Outcome predictors and new score of critically ill cirrhotic patients with acute renal failure

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End-stage liver disease is often complicated by renal function disturbances. Cirrhotic patients with acute renal failure admitted to intensive care units (ICUs) have high mortality rates. This work seeks to identify specific predictors of hospital mortality in critically ill cirrhotic patients with acute renal failure.


A total of 111 patients with cirrhosis and acute renal failure were admitted to ICU from March 2003 to February 2005. Twenty-six demographic, clinical and laboratory variables were prospectively gathered as predictors of survival on the first day of ICU admission.


The overall hospital mortality rate was 81.1%. The univariate analysis identified 11 of the 32 variables as prognostically valuable. The multiple logistic regression analysis (excluding five scoring systems) indicates that the mean arterial pressure (MAP), serum bilirubin, respiratory failure and sepsis on the first day in ICU are significantly related to prognosis. The best Youden index (sensitivity + specificity − 1) yields cutoff points of 80 MAP (in mmHg) and 80 serum bilirubin (in μmol/L) (or 4.7 mg/dL) and indicates acute respiratory failure and sepsis. A simple model for mortality is developed on the basis of these four readily available parameters on Day 1 of ICU admission. The new score (MBRS score: MAP + bilirubin + respiratory failure + sepsis) displays an excellent area under the receiver operating characteristic curve (0.898 ± 0.031, P < 0.001). The mortality rate exceeds 90% when the MBRS (MAP + bilirubin + respiratory failure + sepsis) score is 2 or higher.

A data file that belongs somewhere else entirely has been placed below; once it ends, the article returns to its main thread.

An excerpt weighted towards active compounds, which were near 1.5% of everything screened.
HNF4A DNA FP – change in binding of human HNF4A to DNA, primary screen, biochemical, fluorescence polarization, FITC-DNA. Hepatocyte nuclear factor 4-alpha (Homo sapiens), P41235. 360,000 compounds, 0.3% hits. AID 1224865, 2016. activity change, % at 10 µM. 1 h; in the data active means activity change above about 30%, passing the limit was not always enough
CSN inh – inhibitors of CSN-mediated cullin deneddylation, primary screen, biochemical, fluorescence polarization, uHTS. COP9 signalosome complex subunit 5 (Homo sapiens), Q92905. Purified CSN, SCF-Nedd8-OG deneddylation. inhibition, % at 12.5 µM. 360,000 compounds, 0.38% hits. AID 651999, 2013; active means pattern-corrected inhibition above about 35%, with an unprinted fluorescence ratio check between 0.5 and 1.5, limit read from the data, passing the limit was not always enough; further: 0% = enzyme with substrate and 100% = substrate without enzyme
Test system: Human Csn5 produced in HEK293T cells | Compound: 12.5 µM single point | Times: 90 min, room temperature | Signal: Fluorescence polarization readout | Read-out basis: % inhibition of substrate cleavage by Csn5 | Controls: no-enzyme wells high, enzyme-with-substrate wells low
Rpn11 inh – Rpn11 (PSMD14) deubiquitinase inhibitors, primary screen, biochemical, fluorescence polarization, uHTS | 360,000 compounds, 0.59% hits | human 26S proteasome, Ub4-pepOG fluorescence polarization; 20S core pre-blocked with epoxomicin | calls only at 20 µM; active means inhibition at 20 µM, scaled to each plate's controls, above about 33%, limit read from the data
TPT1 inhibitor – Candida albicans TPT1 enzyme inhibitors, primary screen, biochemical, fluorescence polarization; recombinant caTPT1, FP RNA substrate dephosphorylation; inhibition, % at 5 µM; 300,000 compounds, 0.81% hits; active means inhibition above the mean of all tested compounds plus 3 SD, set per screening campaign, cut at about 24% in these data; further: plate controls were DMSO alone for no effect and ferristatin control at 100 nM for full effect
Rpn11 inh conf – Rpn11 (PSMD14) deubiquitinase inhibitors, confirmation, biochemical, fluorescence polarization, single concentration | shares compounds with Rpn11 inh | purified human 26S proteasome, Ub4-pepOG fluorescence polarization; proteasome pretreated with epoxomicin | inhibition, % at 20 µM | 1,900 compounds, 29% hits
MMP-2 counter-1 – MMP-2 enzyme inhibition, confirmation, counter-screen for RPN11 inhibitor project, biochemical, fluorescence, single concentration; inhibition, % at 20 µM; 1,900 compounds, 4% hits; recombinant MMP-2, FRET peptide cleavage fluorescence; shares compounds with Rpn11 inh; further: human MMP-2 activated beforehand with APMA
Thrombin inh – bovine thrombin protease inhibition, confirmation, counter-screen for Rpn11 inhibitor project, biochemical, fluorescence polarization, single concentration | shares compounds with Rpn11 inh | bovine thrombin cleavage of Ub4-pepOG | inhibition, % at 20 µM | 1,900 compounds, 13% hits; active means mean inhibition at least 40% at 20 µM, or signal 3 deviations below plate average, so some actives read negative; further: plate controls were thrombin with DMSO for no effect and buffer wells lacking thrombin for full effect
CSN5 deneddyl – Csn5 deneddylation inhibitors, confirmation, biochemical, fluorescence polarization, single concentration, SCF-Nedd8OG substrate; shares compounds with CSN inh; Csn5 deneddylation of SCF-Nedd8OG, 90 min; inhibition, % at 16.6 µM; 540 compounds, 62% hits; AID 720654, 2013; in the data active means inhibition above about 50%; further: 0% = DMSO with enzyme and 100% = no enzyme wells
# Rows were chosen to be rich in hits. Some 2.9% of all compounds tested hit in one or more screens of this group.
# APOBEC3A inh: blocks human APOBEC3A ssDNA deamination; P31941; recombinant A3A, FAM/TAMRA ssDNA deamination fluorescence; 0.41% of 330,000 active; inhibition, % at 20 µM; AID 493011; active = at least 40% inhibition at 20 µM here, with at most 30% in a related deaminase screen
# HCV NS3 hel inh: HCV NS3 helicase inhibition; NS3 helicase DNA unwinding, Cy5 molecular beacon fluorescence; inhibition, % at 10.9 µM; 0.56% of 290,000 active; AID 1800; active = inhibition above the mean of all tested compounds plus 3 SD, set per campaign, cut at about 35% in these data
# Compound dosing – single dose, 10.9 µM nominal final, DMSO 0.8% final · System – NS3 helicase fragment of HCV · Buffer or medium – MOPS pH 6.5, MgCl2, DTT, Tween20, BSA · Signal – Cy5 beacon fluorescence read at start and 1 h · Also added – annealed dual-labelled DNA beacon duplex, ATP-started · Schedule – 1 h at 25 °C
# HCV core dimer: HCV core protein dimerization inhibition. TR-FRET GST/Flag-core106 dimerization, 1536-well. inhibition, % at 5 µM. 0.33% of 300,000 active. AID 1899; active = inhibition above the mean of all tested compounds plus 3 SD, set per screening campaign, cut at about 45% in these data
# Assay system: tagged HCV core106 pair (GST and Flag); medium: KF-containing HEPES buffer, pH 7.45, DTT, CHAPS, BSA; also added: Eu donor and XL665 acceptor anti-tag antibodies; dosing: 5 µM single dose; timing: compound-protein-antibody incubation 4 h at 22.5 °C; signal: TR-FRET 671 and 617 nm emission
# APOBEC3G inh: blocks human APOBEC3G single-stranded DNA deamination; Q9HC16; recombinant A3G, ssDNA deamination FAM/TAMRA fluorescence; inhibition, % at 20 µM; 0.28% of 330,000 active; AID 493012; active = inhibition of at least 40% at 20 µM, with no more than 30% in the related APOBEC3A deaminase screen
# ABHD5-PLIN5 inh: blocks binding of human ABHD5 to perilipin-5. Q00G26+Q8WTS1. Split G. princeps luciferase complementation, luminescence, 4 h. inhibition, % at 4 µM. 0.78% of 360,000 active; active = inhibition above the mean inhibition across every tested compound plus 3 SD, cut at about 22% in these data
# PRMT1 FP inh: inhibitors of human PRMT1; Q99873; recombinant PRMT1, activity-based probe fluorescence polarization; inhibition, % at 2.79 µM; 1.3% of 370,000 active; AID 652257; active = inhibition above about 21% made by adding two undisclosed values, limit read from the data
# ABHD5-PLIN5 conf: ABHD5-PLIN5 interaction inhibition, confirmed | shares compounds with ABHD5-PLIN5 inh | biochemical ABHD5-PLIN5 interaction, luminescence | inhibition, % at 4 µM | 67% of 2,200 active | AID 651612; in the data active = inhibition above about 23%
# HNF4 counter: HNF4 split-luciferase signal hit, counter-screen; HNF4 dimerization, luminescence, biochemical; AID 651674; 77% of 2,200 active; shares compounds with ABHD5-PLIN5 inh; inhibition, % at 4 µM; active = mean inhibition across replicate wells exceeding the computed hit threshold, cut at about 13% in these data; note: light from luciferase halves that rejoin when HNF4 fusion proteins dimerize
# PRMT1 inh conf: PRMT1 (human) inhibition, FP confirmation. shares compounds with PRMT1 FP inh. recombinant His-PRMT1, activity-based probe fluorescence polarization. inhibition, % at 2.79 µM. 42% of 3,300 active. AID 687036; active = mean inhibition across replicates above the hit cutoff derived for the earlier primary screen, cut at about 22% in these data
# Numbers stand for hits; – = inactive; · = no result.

The MBRS score is a straightforward, reproducible and easily adopted evaluative tool with good prognostic abilities, which generates objective data for patient families and physicians and supplements a clinical judgment of prognosis.

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